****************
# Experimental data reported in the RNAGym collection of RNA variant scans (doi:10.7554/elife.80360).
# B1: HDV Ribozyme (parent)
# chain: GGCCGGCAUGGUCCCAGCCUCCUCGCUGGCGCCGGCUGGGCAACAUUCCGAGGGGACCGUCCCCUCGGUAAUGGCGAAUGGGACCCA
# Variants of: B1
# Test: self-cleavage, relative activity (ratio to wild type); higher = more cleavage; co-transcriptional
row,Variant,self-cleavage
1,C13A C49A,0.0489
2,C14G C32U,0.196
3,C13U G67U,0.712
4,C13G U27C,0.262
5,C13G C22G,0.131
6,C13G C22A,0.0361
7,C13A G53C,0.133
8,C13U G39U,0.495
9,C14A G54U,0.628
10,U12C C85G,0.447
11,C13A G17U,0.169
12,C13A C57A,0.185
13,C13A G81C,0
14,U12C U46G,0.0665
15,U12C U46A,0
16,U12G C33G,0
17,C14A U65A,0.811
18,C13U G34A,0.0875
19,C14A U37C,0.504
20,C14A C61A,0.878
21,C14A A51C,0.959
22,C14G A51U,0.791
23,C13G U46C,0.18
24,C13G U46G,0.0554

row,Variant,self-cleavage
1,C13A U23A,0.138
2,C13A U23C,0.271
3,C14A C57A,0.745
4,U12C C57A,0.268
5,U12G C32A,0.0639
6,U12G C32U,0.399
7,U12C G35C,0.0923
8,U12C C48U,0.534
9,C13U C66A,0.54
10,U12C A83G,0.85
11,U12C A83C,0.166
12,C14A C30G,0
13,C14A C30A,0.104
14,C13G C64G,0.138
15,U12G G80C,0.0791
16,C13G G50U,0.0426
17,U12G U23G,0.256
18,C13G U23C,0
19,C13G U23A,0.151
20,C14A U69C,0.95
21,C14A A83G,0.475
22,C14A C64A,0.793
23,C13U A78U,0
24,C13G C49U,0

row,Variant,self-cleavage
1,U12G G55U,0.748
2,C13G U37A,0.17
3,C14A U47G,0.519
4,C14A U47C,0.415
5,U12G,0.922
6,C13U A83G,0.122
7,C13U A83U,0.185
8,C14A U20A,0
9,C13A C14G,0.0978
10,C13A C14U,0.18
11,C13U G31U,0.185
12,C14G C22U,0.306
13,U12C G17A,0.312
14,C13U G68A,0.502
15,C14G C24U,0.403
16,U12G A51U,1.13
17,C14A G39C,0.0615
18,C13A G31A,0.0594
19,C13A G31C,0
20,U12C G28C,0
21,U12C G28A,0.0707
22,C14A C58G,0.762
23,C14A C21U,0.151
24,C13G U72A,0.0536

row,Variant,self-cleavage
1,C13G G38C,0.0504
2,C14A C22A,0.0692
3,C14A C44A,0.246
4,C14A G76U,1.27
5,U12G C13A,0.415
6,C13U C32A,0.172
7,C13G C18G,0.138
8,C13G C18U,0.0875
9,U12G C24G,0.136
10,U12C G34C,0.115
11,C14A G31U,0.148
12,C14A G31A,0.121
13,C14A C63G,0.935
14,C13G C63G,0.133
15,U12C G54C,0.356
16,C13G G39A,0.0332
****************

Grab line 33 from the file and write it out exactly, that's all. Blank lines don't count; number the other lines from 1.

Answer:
2,C13A U23C,0.271